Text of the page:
Say Goodbye to Choosing Between Speed and Safety
Jun 6, 2019 by Armory
The idea that speed comes with a safety trade-off is deeply ingrained in our psyches. We’re not just talking about software development and deployment, but everything in our lives. The truth is, when human beings try to do things faster, they tend to make more mistakes.
One of the Spinnaker project’s goals is to destroy the inverse relationship between speed and safety. If you look at spinnaker.io, the project’s tagline is “fast, safe, repeatable deployments.” The beauty of using automation tools is that they provide guardrails and baked-in safety checks that make it possible to move fast without compromising on security.
Here’s a couple ways Spinnaker makes speed and safety possible.
Advanced Deployment Strategies
A key part of increasing deployment safety is using advanced deployment techniques like Red/Black deployments or Canary deployments. Using either a Red/Black deployment or Canary deployments allows you to see how a new deployment performs in the production setting and easily rollback if there’s a problem with the deployment. Spinnaker makes Red/Black deployments and Canary deployments easy to set up, easy to manage and easy to rollback if necessary.
Automated Canary Analysis
Even when you’re using an advanced deployment strategy, manually evaluating whether or not a deployment should pass and be promoted to full production can be both error-prone and slow. This is a spot where humans could easily make mistakes, especially if they’re rushed. Using Kayenta, Spinnaker’s automated Canary analysis, both speeds up the process of evaluating a deployment’s performance as well as reduces the likelihood that something will be missed.
Another Spinnaker feature that increases safety is the automatic rollbacks. When using advanced deployment strategies, you can set a verification window, a period of time between the new version is deployed and the old version is destroyed. If Kayenta determines that the Canary deployment is a failure, Spinnaker will automatically rollback to the previous version, without human involvement.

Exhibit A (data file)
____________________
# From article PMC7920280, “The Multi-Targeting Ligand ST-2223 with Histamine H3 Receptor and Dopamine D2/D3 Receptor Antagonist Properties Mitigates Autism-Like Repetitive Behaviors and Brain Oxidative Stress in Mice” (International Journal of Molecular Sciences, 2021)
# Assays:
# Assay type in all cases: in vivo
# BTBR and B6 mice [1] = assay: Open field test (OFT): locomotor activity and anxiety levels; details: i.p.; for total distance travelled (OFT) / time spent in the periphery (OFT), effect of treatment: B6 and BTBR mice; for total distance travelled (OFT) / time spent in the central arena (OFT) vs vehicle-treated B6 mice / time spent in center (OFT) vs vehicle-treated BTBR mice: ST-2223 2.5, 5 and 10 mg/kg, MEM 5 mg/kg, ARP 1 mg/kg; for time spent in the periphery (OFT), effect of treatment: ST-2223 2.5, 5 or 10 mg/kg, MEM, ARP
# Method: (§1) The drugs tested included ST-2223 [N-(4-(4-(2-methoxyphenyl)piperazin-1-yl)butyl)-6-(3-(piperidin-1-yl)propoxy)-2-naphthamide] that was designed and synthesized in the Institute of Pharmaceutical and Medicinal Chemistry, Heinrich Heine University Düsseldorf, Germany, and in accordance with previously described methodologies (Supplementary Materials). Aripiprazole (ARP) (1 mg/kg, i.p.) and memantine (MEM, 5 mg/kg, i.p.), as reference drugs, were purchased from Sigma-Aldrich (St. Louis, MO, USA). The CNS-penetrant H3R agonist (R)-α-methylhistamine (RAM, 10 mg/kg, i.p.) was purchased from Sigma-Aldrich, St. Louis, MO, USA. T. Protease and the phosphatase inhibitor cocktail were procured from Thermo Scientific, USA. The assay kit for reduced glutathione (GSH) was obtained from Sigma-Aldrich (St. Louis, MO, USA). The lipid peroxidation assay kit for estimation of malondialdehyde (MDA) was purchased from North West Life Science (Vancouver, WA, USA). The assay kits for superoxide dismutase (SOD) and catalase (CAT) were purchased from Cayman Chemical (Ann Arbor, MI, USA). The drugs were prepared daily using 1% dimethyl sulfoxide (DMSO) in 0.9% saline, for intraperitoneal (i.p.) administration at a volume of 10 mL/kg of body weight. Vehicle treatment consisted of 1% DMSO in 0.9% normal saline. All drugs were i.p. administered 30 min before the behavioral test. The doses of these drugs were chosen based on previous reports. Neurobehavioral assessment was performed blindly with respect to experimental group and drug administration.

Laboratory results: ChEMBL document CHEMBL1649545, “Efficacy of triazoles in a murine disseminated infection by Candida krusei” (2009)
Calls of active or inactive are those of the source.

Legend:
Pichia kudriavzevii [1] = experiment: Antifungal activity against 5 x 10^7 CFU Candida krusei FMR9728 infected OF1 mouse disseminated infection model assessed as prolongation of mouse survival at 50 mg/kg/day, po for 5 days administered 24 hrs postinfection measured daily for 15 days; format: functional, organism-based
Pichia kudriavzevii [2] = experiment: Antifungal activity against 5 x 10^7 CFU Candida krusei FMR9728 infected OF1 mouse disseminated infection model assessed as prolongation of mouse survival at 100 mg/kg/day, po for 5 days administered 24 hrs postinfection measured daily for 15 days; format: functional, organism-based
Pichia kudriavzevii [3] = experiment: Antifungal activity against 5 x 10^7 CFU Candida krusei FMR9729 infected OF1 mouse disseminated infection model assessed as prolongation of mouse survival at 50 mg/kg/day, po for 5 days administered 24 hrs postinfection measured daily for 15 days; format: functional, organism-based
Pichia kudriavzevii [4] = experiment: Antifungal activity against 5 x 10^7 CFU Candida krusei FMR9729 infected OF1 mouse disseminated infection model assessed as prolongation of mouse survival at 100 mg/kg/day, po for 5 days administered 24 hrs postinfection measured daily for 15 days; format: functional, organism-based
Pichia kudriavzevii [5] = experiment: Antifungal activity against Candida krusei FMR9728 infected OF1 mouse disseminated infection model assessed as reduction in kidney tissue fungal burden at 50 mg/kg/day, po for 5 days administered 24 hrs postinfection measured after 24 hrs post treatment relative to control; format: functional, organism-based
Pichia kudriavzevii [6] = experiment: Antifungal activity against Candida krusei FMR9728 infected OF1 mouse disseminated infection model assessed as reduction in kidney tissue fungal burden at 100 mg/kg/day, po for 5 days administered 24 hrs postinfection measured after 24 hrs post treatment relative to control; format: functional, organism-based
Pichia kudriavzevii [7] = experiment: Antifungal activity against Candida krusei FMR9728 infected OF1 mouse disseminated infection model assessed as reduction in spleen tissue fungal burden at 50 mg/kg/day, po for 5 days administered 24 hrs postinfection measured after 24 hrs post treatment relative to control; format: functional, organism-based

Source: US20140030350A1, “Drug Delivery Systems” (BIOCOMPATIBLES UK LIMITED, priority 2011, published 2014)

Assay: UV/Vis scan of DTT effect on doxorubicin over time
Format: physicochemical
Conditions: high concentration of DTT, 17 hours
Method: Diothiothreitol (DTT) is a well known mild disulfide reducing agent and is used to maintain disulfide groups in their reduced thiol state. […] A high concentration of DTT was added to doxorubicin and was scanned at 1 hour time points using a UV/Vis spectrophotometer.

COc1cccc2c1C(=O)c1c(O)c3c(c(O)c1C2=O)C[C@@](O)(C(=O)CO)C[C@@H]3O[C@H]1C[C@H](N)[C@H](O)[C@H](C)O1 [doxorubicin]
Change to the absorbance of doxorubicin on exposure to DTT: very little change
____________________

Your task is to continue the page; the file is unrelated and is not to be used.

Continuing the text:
Automating the rollback process means there’s no scrambling to figure out how to restore an application after a failed deployment.
While the above features are all about the verification step in the deployment process, ensuring consistently safe deployment practices in an enterprise setting is about more than just making sure there’s a way to handle rollbacks (though that is very important). In an environment with dozens or hundreds of developers, using Spinnaker’s templated pipelines makes it possible to ensure that every team is following an agreed-upon process to take code into production. Templated pipelines put tight guardrails on the deployment process, so that every team has to comply with company-wide processes to ensure the deployment is secure.
Moving Fast with Spinnaker
While the features mentioned above are some of the most important when it comes to making safety and speed compatible, it’s not an exhaustive list. Spinnaker makes it possible to limit the times when deployments are handled, so that deployments never coincide with peak traffic. You can set Spinnaker to only allow one pipeline to execute at a time, making it easier to debug if something goes wrong with one execution. The Traffic Guard feature ensures that you always have at least one server group per cluster that is taking traffic. All these features make it possible to both move faster than would be possible with a manually process and increase the safety of deployments.
Speed and safety can go hand-in-hand, but only when you have automation tools providing the guardrails and reducing the risk of human error.
Recently Published Posts
A day in the life of a TAM
I’ve been asked what a Technical Account Manager (TAM) does so I wanted to take the opportunity to illustrate it by walking through a standard day in the life. Before we can look at what a day in a life of a TAM is, I should provide some background in what is a TAM and […]
Read more →
Nikema’s Spinnaker Summit 2021 Recap
My Second Spinnaker Summit is in the Books! Last week I attended and spoke at my second Spinnaker Summit. Like last year’s summit, it was fully virtual. This time Spinnaker Summit was co-located with cdCon and took place on the Hopin platform. Last year, I spoke on a panel about Black professionals a few months […]
Read more →
Announcing General Availability of Armory Policy Engine Plugin
Armory Policy Engine provides support for automating policy compliance with Spinnaker. Policy Engine Plugin is the latest version of Policy Engine and adds support for both advanced role-based access control (RBAC) use-cases and open source Spinnaker. The release of Policy Engine Plugin comes with new documentation, including a library of example policies from across Armory’s […]
Read more →